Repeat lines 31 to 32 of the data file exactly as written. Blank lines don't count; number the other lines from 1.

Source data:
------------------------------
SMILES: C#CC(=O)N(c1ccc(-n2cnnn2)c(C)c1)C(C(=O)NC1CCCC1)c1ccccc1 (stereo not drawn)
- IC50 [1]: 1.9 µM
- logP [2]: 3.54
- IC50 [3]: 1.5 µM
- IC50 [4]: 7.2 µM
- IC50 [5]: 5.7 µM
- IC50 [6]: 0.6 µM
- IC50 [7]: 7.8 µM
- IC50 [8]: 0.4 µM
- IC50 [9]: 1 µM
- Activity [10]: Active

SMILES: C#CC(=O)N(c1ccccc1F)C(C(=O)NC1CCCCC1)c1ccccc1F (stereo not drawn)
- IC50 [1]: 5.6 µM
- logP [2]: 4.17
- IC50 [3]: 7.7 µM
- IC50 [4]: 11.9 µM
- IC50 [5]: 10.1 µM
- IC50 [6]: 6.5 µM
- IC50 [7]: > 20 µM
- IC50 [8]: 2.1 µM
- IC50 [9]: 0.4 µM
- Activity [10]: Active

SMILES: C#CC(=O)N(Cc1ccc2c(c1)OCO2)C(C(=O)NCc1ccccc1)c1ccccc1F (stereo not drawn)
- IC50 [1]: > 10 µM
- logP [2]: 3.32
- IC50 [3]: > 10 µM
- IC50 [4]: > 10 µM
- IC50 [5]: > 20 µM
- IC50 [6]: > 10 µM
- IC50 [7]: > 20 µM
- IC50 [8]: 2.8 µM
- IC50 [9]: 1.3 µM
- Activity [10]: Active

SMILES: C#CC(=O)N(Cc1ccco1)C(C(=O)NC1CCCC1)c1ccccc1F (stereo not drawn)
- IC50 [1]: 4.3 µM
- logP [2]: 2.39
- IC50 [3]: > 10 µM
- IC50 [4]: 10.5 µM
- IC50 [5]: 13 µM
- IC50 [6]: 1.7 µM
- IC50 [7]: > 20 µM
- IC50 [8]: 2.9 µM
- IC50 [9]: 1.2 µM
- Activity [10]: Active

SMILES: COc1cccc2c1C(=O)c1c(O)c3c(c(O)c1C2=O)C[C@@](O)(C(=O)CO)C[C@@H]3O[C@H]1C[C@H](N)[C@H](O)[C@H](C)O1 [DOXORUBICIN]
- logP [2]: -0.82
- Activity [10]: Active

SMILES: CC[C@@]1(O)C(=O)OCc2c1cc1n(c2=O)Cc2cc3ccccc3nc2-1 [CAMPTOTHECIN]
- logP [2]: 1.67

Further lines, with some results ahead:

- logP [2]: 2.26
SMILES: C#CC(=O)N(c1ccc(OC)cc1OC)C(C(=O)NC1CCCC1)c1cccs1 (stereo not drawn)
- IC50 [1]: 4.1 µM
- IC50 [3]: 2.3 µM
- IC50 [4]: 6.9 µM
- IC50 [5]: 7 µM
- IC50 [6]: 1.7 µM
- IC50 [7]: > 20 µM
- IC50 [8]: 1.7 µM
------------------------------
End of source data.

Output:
- IC50 [8]: 2.8 µM
- IC50 [9]: 1.3 µM